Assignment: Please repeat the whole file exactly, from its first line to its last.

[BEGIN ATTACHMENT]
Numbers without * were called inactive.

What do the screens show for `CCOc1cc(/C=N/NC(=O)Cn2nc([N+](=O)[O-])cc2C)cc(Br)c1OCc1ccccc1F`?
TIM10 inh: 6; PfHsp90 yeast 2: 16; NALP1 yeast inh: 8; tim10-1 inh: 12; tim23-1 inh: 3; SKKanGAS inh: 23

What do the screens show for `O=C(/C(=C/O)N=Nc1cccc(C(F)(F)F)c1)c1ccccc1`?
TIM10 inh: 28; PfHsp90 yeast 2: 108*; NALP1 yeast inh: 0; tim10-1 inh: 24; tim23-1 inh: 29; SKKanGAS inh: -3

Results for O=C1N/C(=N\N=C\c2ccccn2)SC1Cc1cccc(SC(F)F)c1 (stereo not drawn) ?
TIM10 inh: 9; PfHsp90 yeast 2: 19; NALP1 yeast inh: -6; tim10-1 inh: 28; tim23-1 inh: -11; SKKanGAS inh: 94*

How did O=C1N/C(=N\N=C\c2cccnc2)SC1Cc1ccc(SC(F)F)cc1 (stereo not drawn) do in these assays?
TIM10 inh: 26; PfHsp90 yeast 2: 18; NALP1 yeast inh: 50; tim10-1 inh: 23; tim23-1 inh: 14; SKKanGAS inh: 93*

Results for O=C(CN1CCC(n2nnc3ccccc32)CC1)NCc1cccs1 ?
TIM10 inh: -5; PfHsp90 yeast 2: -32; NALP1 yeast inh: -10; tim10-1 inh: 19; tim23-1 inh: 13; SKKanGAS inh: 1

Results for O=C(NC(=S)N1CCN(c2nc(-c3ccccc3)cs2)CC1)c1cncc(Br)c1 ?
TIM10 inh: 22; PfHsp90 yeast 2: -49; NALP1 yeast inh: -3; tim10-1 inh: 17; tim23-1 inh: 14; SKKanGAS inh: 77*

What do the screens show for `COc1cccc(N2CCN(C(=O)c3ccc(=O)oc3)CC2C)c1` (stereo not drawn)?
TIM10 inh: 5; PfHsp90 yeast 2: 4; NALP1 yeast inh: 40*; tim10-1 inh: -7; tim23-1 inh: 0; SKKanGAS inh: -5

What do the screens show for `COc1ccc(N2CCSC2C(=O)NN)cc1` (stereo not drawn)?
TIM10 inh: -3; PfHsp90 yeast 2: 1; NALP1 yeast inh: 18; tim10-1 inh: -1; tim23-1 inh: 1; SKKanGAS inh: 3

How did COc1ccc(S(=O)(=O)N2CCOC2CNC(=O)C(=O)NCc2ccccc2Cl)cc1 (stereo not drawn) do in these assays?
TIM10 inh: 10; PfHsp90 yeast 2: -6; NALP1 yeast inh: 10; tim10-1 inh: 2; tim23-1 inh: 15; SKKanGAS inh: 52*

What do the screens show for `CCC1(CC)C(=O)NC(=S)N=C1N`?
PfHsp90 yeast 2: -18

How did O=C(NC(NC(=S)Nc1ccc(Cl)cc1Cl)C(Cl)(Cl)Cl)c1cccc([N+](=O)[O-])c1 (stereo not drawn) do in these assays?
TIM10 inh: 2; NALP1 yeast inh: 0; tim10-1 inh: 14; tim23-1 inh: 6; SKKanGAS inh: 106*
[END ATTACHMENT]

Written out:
Numbers without * were called inactive.

What do the screens show for `CCOc1cc(/C=N/NC(=O)Cn2nc([N+](=O)[O-])cc2C)cc(Br)c1OCc1ccccc1F`?
TIM10 inh: 6; PfHsp90 yeast 2: 16; NALP1 yeast inh: 8; tim10-1 inh: 12; tim23-1 inh: 3; SKKanGAS inh: 23

What do the screens show for `O=C(/C(=C/O)N=Nc1cccc(C(F)(F)F)c1)c1ccccc1`?
TIM10 inh: 28; PfHsp90 yeast 2: 108*; NALP1 yeast inh: 0; tim10-1 inh: 24; tim23-1 inh: 29; SKKanGAS inh: -3

Results for O=C1N/C(=N\N=C\c2ccccn2)SC1Cc1cccc(SC(F)F)c1 (stereo not drawn) ?
TIM10 inh: 9; PfHsp90 yeast 2: 19; NALP1 yeast inh: -6; tim10-1 inh: 28; tim23-1 inh: -11; SKKanGAS inh: 94*

How did O=C1N/C(=N\N=C\c2cccnc2)SC1Cc1ccc(SC(F)F)cc1 (stereo not drawn) do in these assays?
TIM10 inh: 26; PfHsp90 yeast 2: 18; NALP1 yeast inh: 50; tim10-1 inh: 23; tim23-1 inh: 14; SKKanGAS inh: 93*

Results for O=C(CN1CCC(n2nnc3ccccc32)CC1)NCc1cccs1 ?
TIM10 inh: -5; PfHsp90 yeast 2: -32; NALP1 yeast inh: -10; tim10-1 inh: 19; tim23-1 inh: 13; SKKanGAS inh: 1

Results for O=C(NC(=S)N1CCN(c2nc(-c3ccccc3)cs2)CC1)c1cncc(Br)c1 ?
TIM10 inh: 22; PfHsp90 yeast 2: -49; NALP1 yeast inh: -3; tim10-1 inh: 17; tim23-1 inh: 14; SKKanGAS inh: 77*

What do the screens show for `COc1cccc(N2CCN(C(=O)c3ccc(=O)oc3)CC2C)c1` (stereo not drawn)?
TIM10 inh: 5; PfHsp90 yeast 2: 4; NALP1 yeast inh: 40*; tim10-1 inh: -7; tim23-1 inh: 0; SKKanGAS inh: -5

What do the screens show for `COc1ccc(N2CCSC2C(=O)NN)cc1` (stereo not drawn)?
TIM10 inh: -3; PfHsp90 yeast 2: 1; NALP1 yeast inh: 18; tim10-1 inh: -1; tim23-1 inh: 1; SKKanGAS inh: 3

How did COc1ccc(S(=O)(=O)N2CCOC2CNC(=O)C(=O)NCc2ccccc2Cl)cc1 (stereo not drawn) do in these assays?
TIM10 inh: 10; PfHsp90 yeast 2: -6; NALP1 yeast inh: 10; tim10-1 inh: 2; tim23-1 inh: 15; SKKanGAS inh: 52*

What do the screens show for `CCC1(CC)C(=O)NC(=S)N=C1N`?
PfHsp90 yeast 2: -18

How did O=C(NC(NC(=S)Nc1ccc(Cl)cc1Cl)C(Cl)(Cl)Cl)c1cccc([N+](=O)[O-])c1 (stereo not drawn) do in these assays?
TIM10 inh: 2; NALP1 yeast inh: 0; tim10-1 inh: 14; tim23-1 inh: 6; SKKanGAS inh: 106*